Remembering her…

It was my late grandmother’s birthday last week. She was (and still is) the strongest, funniest, most inspiring woman I’ve ever met in my life. It’s been over a decade since she passed away and yet not a day goes by without us thinking of her. And they’re all fond memories.

  1. She was only educated upto 10th grade. And yet she was more learned, talented and progressive than all of our other relatives put together. My grandpa often jokes that had she been allowed to study further, she’d probably be making twice as much money as he did. She taught me basic English, Hindi, Mathematics and Science. I still remember her pushing me to recite multiplication tables as she lovingly oiled my head and braided my hair.

  2. She has two biological children, yes. But the number of people who consider her a mother figure is endless. We saw that for ourselves the day she passed away. And the days leading upto it when she so valiantly battled with cancer. They were there – all of her children.

  3. She was well versed with Tamil, but knew little Hindi and almost no English. And yet, when grandpa was in the UK in the late-1960s, she flew to London all alone. She got a job. She made friends. They even gifted her a small necklace as a goodbye present when she left to come back to India. [For the rest of her life she’d envy the firmness of breasts of women in the West compared to our relatively saggy ones that could never do without a bra šŸ˜€ ]

  4. She could make anyone laugh. Crack anyone up. And her jokes could put the proudest creep to shame. Because perverted jokes are the best ones. I’ve been told that I inherit my love for crass jokes (and Shahrukh Khan! and an obsession with cleanliness and punctuality) from her. Am I delighted or what! I wish she were alive today. We could joke about Trump, the Kadarshians and Fawad Khan’s butt. I’d have company to watch SNL.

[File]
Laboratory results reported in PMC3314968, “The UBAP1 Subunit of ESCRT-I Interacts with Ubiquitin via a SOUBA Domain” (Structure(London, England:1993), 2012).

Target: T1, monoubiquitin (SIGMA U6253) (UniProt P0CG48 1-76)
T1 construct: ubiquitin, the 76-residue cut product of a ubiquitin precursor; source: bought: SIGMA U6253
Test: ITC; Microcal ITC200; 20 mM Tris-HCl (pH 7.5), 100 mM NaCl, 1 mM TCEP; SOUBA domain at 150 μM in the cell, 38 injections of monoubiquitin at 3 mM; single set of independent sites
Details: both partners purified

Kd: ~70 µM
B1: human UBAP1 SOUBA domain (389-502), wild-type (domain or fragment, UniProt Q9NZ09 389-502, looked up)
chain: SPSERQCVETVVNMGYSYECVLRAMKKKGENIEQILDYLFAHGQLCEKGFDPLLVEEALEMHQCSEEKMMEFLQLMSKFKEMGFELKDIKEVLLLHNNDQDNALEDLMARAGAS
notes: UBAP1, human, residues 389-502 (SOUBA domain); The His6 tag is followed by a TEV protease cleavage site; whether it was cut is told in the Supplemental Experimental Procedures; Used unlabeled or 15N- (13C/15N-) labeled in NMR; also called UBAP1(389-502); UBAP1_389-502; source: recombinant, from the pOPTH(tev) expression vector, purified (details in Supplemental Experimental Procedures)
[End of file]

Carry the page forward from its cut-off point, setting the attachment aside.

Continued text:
5. She inspired everyone to move forward in life and understand the worth of independence, especially for women. She wanted my mother’s first pay cheque to be in her maiden name. And it was. It may sound simple, but for the era and the place that she came from and lived in, she was way, way ahead of her times. [Let me also take a moment to give some credit to my grandpa here. He pushed my mother (and still pushes me!) to get an education and a job before entertaining any thought of marriage.]

  6. She cooked like a dream. And with enough love to embrace the world. I kid you not. The last meal she cooked for me was less than a month before she died, at a time when cancer had already eaten through parts of her vertebrae. She cooked because I was her beloved granddaughter and was craving Aaloo Tikki.

  7. She knew how to love. She taught us how to love. Unconditionally.

Miss you, Paati. I hope you’re having fun and kicking ass wherever you are. And if I could ever be half the woman you were, I’d be proud of myself.

 

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6 thoughts on “Remembering her…

  1. You were lucky to have her! And she sounds like one hell of a woman! This is how she lives on – one strand of DNA in your body and the memories that you weave outside.

    Liked by 2 people

  2. She sounds like a wonderfully remarkable lady. What can be a greater legacy than leaving behind memories that are being remembered with so much love šŸ™‚

    Liked by 2 people

  3. What a beautiful way to remember her…this sounds like my Paati – my most favorite person *ever* after my mother, not because she was any less but well, mothers are always the best & I am allowed to be biased! šŸ™‚

    I am sure she is happy wherever she is…she lives on through you & all the other people whose lives she touched. I am so glad that you took the effort to write about her…more often than not, we don’t put into words what someone means/meant to you.

    Here’s some love to you & some to your Paati…may there be more of their kind in this world!

    Liked by 1 person

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